To me, though, the issue is not about whether the IJS is easy or hard to learn. It is the type of programs that it requires and encourages.
I was thinking about this when I was reading the new thread just started by Mao88 about historical performances that define the sport. Mao88 posted Michelle Kwan's 1998 U.S. Nationals performance of Lyra Angelica as her/his choice. If you look at this program from a CoP point of view, it has no transitions or footwork to speak of, the speed is not great, and the majority of the program is just gliding along setting up the next jump. And yet ... this is figure skating! It warms the cockles of our wee little hearts.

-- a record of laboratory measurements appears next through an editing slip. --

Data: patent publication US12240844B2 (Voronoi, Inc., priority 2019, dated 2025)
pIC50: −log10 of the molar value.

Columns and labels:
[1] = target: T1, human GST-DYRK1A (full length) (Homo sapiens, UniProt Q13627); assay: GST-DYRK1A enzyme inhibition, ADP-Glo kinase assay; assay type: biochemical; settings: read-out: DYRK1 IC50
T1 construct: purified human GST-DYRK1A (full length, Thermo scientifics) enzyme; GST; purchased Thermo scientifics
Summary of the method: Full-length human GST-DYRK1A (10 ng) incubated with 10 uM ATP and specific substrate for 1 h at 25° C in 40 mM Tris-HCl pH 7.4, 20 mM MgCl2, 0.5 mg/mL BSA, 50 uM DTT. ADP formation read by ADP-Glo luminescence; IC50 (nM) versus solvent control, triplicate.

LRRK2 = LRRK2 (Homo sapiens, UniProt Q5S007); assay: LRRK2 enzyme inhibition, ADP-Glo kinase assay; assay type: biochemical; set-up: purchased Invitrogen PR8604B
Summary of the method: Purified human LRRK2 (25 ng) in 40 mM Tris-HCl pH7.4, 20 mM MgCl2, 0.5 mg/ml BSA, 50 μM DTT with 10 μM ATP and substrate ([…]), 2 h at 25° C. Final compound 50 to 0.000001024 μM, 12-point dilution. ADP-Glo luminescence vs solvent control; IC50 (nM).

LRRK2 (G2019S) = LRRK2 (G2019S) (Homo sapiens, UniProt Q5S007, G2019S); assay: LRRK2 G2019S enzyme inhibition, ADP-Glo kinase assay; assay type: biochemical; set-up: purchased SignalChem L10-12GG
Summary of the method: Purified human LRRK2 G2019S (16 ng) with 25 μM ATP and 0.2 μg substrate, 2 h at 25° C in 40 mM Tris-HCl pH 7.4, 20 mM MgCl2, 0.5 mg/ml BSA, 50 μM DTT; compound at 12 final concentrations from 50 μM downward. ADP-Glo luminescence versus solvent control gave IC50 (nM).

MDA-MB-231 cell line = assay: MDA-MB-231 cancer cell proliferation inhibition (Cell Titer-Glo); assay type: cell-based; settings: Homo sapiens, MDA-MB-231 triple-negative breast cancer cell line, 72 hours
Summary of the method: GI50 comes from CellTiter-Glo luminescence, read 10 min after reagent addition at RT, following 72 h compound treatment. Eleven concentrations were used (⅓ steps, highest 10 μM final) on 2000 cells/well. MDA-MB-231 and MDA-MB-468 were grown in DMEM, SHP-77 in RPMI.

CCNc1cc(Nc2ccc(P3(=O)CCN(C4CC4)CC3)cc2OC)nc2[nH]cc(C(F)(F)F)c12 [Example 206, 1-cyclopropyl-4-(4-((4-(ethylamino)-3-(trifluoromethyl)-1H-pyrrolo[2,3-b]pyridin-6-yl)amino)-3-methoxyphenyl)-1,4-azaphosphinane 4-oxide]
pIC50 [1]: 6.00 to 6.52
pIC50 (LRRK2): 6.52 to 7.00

What we see now is wonderful if you are a skater, a skating parent, a coach, or a professional judge.
That's what I meant when I said that the IJS makes for a good sport for the participants and the inner circle of avid fans. For everyone else, the performances do not hold our interest as much as they used to -- much less hold our interest so much that we want to examine the protocols afterward.